Please use this identifier to cite or link to this item: https://zone.biblio.laurentian.ca/handle/10219/3722
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dc.contributor.authorPhilipow, Jennie-
dc.date.accessioned2021-06-23T18:34:10Z-
dc.date.available2021-06-23T18:34:10Z-
dc.date.issued2021-04-14-
dc.identifier.urihttps://zone.biblio.laurentian.ca/handle/10219/3722-
dc.description.abstractThis thesis investigates various types of memory through a design process that reveals faded architectural narratives in Sudbury, Ontario. The city’s ambiguous architectural identity is, in part, the result of the excessive demolition of it’s historical buildings. Historical research and mappings uncover patterns in the city’s morphology and destruction. A series of interpretive graphite drawings reveal the architectural memory and memory loss in the downtown. A design process exploring ‘remembrance’, a concept that synthesizes memory and imagination, is employed toward the creation of several new structures. These additions to the downtown attempt to reinforce the identity of the city with place-specific architecture that remembers the past while offering a framework for new memories.en_US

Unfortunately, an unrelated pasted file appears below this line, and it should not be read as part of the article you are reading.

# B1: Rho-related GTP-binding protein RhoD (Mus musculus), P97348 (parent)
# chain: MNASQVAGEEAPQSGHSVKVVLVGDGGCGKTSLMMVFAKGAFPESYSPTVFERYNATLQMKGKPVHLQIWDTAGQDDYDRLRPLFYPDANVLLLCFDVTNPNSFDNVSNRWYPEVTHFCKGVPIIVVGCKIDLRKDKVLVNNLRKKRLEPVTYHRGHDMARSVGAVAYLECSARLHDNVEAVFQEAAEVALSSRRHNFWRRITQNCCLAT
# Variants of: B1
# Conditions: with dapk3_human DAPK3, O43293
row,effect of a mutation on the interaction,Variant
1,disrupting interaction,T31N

dc.language.isoenen_US
dc.subjectMemoryen_US
dc.subjectdrawingen_US
dc.subjectremembranceen_US
dc.subjectloss of memoryen_US
dc.subjectinterpretiveen_US
dc.subjectgenerativeen_US
dc.subjecthistoryen_US
dc.subjectSudburyen_US
dc.subjecthistoric buildingsen_US
dc.subjectidentityen_US
dc.subjectplaceen_US
dc.subjectcreative processen_US
dc.subjectarchitectureen_US
dc.titleManifesting architectural memory in Sudbury, Ontarioen_US
dc.typeThesisen_US
dc.description.degreeMaster of Architecture (M.Arch)en_US
dc.publisher.grantorLaurentian University of Sudburyen_US
Appears in Collections:Architecture - Master's Theses

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